If we subtract the Brazilian FRR from the American one, we can see how the long trend of rising interest rate expectations for Brazil relative to the U.S. has ended quite abruptly in recent weeks. A little bit of tough talking by the Federal Reserve has led the market to believe that U.S. interest rates will start to rise faster than Brazilian rates as soon as next month. As the FRR differential leads the currency by six months on average, this suggests the BRL will start to retreat soon. This, incidentally, is similar to the conclusion reached for the euro last week.
Risk and Return
Now let's add some risk measures into the mix, such as a measure of the insured returns on Brazilian government debt. We can calculate this at the three-year horizon by taking the spread on Brazilian notes over U.S. notes and subtracting the cost of a three-year credit default swap (CDS) from this raw spread.

A CDS acts like a put option on a bond; the buyer of a CDS surrenders basis points of yield to a CDS writer in exchange for a promise to deliver the underlying bond at par or a cash equivalent in the event of a default or other stipulated credit event such as a material downgrade. The riskier the bond, the greater the insurance cost.

While the normalized six-month yield gap between Brazil and the U.S. has been narrowing, look at how the insured credit spread has been widening since the onset of the credit crunch last year. If we go back to October 2007, the peak in the U.S. stock market and the time when China acquiesced to an accelerated revaluation of the yuan, marked with a green line on the chart, we see how the insured credit spread between Brazil and the U.S. has exploded higher.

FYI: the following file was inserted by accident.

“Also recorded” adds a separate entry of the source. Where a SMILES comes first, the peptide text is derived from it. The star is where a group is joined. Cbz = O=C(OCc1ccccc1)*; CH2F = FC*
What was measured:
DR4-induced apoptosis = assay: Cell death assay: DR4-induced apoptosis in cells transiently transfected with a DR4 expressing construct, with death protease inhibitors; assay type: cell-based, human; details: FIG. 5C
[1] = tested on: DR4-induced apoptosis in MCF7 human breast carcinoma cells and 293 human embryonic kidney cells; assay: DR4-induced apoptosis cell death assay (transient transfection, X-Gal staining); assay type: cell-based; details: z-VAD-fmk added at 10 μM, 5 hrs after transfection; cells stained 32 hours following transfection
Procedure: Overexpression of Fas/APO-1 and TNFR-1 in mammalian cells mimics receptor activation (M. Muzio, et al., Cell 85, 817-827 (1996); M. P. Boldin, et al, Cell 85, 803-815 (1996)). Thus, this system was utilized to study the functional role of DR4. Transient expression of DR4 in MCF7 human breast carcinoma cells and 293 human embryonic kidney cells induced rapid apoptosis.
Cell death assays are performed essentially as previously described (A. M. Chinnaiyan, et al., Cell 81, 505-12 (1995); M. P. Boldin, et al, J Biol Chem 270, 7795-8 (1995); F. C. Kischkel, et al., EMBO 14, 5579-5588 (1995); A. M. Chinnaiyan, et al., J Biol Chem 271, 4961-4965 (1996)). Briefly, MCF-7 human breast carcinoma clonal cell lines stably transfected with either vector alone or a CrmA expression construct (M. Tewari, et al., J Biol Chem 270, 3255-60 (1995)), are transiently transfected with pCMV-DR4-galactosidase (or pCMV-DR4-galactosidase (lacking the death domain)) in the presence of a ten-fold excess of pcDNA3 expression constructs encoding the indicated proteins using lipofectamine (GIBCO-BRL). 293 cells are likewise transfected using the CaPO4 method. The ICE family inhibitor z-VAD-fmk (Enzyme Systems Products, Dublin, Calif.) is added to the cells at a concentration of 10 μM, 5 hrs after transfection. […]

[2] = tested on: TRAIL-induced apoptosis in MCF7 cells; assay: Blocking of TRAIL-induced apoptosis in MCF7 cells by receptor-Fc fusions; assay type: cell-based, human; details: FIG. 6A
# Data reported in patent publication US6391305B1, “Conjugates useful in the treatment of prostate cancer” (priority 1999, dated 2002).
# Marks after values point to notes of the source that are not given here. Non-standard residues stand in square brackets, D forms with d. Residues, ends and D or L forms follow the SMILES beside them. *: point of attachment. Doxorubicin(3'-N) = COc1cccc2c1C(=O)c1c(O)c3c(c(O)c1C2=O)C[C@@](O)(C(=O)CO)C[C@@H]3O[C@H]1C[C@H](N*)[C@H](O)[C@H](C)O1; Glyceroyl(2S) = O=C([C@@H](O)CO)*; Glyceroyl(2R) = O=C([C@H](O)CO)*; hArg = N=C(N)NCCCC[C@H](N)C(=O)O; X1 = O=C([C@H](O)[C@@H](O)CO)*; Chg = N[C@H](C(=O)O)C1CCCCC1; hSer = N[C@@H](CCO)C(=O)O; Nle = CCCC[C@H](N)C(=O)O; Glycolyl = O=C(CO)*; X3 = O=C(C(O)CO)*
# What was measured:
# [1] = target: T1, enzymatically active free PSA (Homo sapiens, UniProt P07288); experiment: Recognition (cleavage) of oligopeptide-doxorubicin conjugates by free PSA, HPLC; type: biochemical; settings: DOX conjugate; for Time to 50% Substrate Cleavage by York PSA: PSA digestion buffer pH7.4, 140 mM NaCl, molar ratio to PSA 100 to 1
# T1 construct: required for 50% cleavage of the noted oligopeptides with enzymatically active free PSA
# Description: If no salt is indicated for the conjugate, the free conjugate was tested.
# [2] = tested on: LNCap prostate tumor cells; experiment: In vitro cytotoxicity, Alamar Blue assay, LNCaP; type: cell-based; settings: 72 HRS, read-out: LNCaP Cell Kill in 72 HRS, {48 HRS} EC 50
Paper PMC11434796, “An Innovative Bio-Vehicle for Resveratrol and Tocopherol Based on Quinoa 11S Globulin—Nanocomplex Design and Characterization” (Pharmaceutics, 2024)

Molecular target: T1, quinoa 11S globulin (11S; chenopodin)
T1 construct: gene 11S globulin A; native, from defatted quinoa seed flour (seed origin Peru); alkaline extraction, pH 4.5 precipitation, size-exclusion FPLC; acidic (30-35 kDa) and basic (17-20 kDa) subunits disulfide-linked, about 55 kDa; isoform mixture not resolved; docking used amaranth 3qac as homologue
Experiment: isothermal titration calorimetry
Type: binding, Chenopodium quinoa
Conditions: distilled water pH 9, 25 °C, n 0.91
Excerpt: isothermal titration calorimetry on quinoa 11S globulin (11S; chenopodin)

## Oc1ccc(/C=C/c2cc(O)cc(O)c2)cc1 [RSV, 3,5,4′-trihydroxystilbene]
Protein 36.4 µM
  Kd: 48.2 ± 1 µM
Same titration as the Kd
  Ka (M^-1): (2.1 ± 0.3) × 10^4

Real Rose As Spreads Widened
Click here for larger image.
Source: Bloomberg

What is going on here? A simple answer is that the strong Brazilian economy can afford to outbid U.S. borrowers for U.S. funds. The higher yield in Brazil at this capital market horizon is pulling capital from the U.S. The conversion of those dollars into reals has been driving the exchange rate. This is the dollar carry trade in action.

Real Volatility Has Fallen During Rally
Click here for larger image.
Source: Bloomberg
Finally, let's add the second measure of market anxiety: the volatility on three-month BRL forwards for a holder of dollars. Once again, if we look at the rally since last October, we see declining demand for insurance even as the BRL has firmed.

The market accepts the rally, and that is bullish with a capital "B."

What can derail the Brazilian market? If Brazil has been financed by American monetary profligacy, then removal of that profligacy can end the dollar carry trade and produce as much indigestion as did Japan's furtive efforts to end the yen carry trade in 2006.

The trade is simple: If you believe the Federal Reserve will maintain its policy of keeping the real federal funds rate negative, stay long Brazil, using an instrument such as the iShares MSCI Brazil ETF (EWZ) . If you believe they will tighten, sell any funds you may have with a Latin American focus.

Howard L. Simons is president of Simons Research, a strategist for Bianco Research, a trading consultant and the author of The Dynamic Option Selection System. Under no circumstances does the information in this column represent a recommendation to buy or sell securities. While Simons cannot provide investment advice or recommendations, he appreciates your feedback; click here to send him an email.